Working to the level described here above is not typical, and exceed every typical DIY project requirements, anyway it report the RTD potential.

The correlation between RTD resistance and temperature is not linear but follows the Callendar-Van Dusen equation. In many industrial applications the curve is linearized to avoid the need for equation inversion, although this approach lead to increased reading error for some type of applications and temperature ranges can be aceptable.
You can find a Callendar-Van Dusen scilab implementation here , for resistance values less than 1000 ohm it's used an iterative Newton method.
This implementation can be easly ported to many microcontrollers, I've used that routine on a Fox Board G20
If you are interested on the probe body you can get a 3D print here

JLJ
www.basicaridata.eu

Monday, May 6, 2013

Pneumatic lag issues


Have a look to this pitot simulation block


Some time ago at the airfield playing around with a pressure sensor  with sample rate of 50 Hz I noticed a really poor unexpected performance of my carbon fiber Pitot. You know, the measure system is quite simple, one digital pressure sensor connected to an Arduino board, two pressure lines , the static pressure port and the total pressure port. I ended the post fly analysis with a sole sure fact, I haven't a math model for the pneumatic transmission line. I needed such a model to calculate the relationship between the amplitude of the port pressure and the pressure at sensor at different frequencies, syntetically I needed the transfer function. With a transfer function it is straightforward to determinate the overall measurement system performance and even compensate for undesired transmission line behavior. Refer to the below figure 1 for the schematics of a pneumatic line.


Figure 1 Pneumatic line layout

Input pressure cannot be present at the very same time at the pressure port and at the sensor port, it take some time for the pressure wave to propagate trough the transmission line.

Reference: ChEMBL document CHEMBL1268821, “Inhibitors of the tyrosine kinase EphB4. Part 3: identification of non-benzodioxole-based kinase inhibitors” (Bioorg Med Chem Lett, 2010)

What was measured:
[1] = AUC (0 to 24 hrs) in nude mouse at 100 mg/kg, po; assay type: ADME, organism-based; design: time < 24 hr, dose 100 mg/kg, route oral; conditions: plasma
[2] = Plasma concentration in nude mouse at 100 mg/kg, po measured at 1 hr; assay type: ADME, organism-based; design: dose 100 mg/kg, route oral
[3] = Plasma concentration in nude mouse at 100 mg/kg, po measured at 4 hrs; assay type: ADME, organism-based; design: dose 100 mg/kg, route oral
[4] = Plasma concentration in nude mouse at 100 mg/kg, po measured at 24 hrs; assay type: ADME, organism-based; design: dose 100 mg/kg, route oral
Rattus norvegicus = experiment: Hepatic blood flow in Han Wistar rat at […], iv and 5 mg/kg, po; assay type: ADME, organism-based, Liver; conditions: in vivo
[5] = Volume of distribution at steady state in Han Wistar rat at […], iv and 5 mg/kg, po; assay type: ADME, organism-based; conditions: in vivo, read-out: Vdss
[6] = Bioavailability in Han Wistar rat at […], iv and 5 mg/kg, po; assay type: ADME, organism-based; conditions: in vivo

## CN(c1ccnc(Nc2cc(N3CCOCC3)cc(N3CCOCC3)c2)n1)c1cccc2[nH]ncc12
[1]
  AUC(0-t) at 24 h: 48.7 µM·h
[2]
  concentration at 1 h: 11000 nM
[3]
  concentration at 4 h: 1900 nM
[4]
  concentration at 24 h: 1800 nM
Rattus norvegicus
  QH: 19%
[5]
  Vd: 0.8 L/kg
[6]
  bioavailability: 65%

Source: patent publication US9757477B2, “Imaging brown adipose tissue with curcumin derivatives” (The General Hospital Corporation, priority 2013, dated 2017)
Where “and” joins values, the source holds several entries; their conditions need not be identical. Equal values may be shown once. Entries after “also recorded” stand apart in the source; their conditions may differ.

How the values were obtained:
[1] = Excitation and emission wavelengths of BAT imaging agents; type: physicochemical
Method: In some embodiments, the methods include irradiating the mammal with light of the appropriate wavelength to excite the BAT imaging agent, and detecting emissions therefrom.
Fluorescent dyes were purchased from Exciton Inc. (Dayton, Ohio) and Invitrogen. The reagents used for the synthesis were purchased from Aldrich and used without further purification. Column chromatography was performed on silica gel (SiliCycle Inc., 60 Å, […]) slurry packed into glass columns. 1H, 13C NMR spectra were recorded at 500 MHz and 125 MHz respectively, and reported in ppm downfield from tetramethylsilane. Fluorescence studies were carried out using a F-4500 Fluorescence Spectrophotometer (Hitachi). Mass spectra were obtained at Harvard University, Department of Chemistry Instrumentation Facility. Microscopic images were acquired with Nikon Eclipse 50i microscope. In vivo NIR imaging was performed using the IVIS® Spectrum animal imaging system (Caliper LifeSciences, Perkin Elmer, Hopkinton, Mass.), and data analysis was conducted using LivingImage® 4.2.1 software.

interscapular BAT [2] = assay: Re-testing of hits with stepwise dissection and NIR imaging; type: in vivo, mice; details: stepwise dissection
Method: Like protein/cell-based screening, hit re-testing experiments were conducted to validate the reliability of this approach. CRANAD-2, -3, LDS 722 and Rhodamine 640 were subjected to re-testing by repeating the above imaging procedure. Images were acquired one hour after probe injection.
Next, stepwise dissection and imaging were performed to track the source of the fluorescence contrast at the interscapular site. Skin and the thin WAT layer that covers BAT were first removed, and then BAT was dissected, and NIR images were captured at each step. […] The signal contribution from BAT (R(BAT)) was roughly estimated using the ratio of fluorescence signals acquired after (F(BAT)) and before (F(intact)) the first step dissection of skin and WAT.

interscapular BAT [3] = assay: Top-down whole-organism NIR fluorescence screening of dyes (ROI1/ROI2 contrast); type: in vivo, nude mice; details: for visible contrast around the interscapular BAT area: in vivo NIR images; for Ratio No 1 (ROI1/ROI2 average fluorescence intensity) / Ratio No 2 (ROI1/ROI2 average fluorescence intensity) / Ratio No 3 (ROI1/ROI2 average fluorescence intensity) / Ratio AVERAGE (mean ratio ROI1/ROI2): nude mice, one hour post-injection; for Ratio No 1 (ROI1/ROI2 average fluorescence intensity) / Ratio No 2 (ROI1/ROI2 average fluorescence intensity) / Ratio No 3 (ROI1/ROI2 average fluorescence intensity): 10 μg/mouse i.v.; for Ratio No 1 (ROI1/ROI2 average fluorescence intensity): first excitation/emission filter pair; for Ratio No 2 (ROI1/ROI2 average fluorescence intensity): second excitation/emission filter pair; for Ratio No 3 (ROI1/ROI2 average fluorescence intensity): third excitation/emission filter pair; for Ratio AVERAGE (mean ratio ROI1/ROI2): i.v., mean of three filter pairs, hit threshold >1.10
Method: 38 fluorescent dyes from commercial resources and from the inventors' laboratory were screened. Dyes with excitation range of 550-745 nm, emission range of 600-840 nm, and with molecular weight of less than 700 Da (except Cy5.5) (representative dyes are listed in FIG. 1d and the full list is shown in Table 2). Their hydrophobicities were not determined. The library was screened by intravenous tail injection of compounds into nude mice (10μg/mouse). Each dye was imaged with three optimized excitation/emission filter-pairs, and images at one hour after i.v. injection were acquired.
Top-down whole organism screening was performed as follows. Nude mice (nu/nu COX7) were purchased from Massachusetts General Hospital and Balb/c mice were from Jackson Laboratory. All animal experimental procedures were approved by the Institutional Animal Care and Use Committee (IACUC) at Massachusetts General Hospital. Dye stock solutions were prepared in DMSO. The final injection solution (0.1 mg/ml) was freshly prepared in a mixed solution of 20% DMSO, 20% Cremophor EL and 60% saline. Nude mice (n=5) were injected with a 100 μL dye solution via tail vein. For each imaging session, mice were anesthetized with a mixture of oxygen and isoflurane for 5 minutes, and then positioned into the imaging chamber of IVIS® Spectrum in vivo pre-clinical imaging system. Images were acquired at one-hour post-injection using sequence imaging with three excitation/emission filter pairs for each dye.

At last I found a text where the authors integrated the Navier-Stokes equations to achieve a closed form solution, from now on I will proceed according to reference [7] that you find at this link.
Is very important to considerate the model assumptions, here below  the list from [7] pag 7

Length/Radius >> 1
Variable nominal values variations are small
Laminar flow inside the tubing

To get a numeric example let's pretend we have the following, possible,  parameters values

Internal radius R of line [1 ; 2 ; 3] mm
Length of pressure line L 0,6 m
Volume of the sensor Vu 50e-9 mm^3

Let's consider now three different cases from the same base design, only variable is the line internal radius R, results plotted in the decimal scaled graphic below.



Figure 2 Frequency response of pneumatic line

You can download the scilab source here

By inspection of the figure it's correct to assert that if the radius increase the frequency of resonance is increased too, with a wider transmission line volume the pressure transmission and the resonance have a higher magnitude. Without correcting our sensor readings we can use only frequencies that have a gain equal to unity, so it's clear that transmission lines can have a heavy impact on the performance, according to figure 2 we can use safetly frequencies under 15 Hz.
During the use of an instrument in non steady conditions the frequency of pressure variation at pressure ports should be considerate, if not you probably will waste resources using better sensors of pressure and have poor results. Operating with a wider bandwidth may have some drawback, the first of all is some degree of increased vulnerability with respect to unwanted pressure oscillations due to buffeting or eddies.
In figure 1 schematics the transmission line have a constant diameter, by experience, that it's more common to have at last one variation in the line diameter, this case is well covered by papers and maybe worth a future post.
Reference [7] have a plethora of figures that illustrate different cases, also the conclusion section is quite clear and concise, of course it worth the time to read through it.
So at the end the problems that I've got in the past can be explained, and some times avoided, taking into account the dynamic of the pneumatic line.

JLJ

www.basicairdata.eu